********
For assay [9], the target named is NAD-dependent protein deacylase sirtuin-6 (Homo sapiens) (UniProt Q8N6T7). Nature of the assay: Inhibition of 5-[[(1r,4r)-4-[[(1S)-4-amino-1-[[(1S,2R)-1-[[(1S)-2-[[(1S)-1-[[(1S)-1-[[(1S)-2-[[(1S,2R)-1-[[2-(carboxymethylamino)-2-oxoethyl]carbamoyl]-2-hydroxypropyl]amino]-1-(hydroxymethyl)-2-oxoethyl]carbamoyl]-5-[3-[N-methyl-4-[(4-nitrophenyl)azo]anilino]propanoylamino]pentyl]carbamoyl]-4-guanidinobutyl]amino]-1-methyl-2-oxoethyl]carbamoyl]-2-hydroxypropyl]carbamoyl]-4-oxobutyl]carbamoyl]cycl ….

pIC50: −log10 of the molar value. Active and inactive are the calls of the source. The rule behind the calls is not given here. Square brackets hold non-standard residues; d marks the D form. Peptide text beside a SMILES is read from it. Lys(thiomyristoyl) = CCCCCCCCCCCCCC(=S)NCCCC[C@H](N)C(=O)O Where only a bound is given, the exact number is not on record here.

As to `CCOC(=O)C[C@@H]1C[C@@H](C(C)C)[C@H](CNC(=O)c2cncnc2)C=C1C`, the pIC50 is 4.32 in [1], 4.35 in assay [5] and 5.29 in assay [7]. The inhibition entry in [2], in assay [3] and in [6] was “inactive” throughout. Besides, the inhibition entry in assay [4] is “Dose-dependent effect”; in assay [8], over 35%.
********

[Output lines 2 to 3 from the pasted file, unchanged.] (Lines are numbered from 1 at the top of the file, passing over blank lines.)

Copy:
pIC50: −log10 of the molar value. Active and inactive are the calls of the source. The rule behind the calls is not given here. Square brackets hold non-standard residues; d marks the D form. Peptide text beside a SMILES is read from it. Lys(thiomyristoyl) = CCCCCCCCCCCCCC(=S)NCCCC[C@H](N)C(=O)O Where only a bound is given, the exact number is not on record here.

As to `CCOC(=O)C[C@@H]1C[C@@H](C(C)C)[C@H](CNC(=O)c2cncnc2)C=C1C`, the pIC50 is 4.32 in [1], 4.35 in assay [5] and 5.29 in assay [7]. The inhibition entry in [2], in assay [3] and in [6] was “inactive” throughout. Besides, the inhibition entry in assay [4] is “Dose-dependent effect”; in assay [8], over 35%.